If the mere smell of a freshly brewed cup of coffee is more satisfying than realizing your husband cleaned the entire house, you’re officially a java fiend. And that’s not a bad thing: A few cups a day might reduce your risk of type 2 diabetes.
“Drinking 3 to 4 cups of coffee daily helps lower the risk of type 2 diabetes because of the combination of chemicals contained in coffee beans that are involved in metabolism,” Jaakko Tuomilehto, MD, PhD, and co-director of the Congress, says in a press release. One such chemical, chlorogenic acid, may actually help lower blood glucose levels.
Of course, these latest findings still fall short of establishing a causal relationship between java and diabetes. But this isn’t the only potential health benefit linked to a cup of joe. We’ve got a few extra reasons for you to slip up:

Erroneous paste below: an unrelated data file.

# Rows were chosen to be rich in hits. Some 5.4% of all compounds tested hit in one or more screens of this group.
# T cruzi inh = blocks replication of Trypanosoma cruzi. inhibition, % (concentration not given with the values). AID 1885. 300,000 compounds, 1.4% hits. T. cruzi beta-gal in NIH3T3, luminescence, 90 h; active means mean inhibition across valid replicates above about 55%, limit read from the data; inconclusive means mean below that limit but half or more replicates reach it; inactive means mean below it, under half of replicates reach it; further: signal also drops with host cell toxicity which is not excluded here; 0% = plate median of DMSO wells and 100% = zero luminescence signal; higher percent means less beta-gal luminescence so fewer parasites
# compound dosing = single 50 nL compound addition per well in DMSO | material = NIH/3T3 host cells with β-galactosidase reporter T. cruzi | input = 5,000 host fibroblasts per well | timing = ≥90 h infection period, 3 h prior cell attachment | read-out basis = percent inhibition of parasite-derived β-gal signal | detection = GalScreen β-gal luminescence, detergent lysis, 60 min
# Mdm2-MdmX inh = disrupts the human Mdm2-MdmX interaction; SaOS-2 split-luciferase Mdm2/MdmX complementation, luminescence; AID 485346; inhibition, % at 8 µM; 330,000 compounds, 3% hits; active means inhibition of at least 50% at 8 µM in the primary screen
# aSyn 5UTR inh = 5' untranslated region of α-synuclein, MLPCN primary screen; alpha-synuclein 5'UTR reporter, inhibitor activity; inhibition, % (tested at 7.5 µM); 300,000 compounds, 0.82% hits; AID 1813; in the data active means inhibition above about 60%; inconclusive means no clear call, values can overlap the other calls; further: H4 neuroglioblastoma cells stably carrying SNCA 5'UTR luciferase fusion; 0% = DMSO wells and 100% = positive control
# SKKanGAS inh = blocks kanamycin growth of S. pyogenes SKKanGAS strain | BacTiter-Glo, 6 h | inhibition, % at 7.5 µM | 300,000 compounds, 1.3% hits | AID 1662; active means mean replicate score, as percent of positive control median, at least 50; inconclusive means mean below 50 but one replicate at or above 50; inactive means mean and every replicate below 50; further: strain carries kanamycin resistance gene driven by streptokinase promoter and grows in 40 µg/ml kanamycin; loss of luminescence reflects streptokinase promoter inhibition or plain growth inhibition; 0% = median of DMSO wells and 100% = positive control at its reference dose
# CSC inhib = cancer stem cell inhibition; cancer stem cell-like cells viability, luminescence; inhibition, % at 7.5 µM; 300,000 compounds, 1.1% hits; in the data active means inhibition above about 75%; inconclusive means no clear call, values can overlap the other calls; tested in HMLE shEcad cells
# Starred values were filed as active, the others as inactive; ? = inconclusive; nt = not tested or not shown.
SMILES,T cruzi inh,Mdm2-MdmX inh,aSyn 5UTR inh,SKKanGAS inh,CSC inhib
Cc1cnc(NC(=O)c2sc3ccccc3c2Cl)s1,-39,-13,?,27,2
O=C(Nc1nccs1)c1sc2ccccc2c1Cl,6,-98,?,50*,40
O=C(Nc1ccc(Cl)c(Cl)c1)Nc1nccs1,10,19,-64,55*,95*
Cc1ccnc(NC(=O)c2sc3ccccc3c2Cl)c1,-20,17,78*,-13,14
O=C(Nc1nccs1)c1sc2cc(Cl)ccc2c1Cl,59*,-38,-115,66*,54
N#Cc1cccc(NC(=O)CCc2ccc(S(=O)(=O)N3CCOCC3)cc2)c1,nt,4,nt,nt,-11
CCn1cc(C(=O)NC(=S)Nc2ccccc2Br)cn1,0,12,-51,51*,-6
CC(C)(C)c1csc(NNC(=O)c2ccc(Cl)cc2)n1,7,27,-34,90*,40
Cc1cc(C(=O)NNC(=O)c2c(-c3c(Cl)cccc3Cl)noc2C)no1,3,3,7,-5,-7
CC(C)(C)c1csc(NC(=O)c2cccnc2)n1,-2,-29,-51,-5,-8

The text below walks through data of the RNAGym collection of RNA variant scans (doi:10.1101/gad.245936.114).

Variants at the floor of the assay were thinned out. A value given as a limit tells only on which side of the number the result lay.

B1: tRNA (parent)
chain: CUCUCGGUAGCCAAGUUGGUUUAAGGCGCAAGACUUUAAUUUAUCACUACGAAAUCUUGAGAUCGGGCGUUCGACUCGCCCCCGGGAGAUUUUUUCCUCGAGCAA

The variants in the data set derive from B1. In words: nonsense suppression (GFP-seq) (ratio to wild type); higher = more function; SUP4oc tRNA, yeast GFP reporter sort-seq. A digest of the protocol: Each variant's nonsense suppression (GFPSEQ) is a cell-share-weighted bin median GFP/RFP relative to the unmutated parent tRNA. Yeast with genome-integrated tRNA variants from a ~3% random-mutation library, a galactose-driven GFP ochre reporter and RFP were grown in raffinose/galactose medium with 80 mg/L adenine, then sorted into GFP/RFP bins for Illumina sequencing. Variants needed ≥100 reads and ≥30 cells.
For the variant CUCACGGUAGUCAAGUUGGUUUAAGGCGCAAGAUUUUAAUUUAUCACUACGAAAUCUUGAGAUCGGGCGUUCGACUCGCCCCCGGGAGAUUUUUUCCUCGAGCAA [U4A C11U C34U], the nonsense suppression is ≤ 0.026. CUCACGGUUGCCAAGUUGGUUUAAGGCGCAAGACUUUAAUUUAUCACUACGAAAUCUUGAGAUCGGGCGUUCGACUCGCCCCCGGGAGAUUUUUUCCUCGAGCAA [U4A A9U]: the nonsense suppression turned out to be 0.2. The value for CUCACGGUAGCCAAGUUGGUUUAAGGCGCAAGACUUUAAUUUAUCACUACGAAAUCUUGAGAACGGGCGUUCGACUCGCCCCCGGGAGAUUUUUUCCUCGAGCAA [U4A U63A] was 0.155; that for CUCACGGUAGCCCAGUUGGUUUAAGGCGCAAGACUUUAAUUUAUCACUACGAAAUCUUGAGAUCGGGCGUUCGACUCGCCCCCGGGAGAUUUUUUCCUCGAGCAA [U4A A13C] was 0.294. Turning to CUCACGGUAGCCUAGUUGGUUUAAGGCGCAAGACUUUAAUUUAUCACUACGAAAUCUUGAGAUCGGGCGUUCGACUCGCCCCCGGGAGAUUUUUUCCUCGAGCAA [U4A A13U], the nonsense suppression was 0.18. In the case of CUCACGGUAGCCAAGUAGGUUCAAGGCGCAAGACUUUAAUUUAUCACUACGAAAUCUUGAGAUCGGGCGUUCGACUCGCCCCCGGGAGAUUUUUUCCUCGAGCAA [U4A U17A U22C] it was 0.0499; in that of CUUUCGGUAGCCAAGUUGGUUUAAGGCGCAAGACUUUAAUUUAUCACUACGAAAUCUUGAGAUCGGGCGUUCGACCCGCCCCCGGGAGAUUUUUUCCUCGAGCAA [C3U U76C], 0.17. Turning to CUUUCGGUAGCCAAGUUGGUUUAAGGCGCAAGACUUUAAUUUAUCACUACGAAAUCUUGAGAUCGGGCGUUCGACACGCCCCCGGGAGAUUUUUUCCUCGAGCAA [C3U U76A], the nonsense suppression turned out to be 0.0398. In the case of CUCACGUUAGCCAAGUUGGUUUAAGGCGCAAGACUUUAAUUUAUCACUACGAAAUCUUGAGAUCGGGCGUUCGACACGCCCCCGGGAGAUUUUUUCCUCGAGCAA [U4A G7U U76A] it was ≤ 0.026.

Coffee boosts your memory Researchers at the University of South Florida found that caffeinated coffee increases the levels of a hormone that helps produce new neurons, which may reduce your risk of Alzheimer’s. (Combine coffee with these Smart New Strategies To Ward Off Dementia.)
A cup of java promotes heart health A study published in Circulation: Heart Failure found that moderate coffee consumption—approximately two 8-ounce cups a day—was associated with a lower risk of heart failure. (Also nosh on these 9 Superfoods For Your Heart for even more ticker protection.)
The brew reduces your risk of skin cancer Caffeinated coffee can reduce your risk of basal cell carcinoma, the most common type of skin cancer, according to a study published in Cancer Research. Decaf, on the other hand, didn’t appear to have any effect.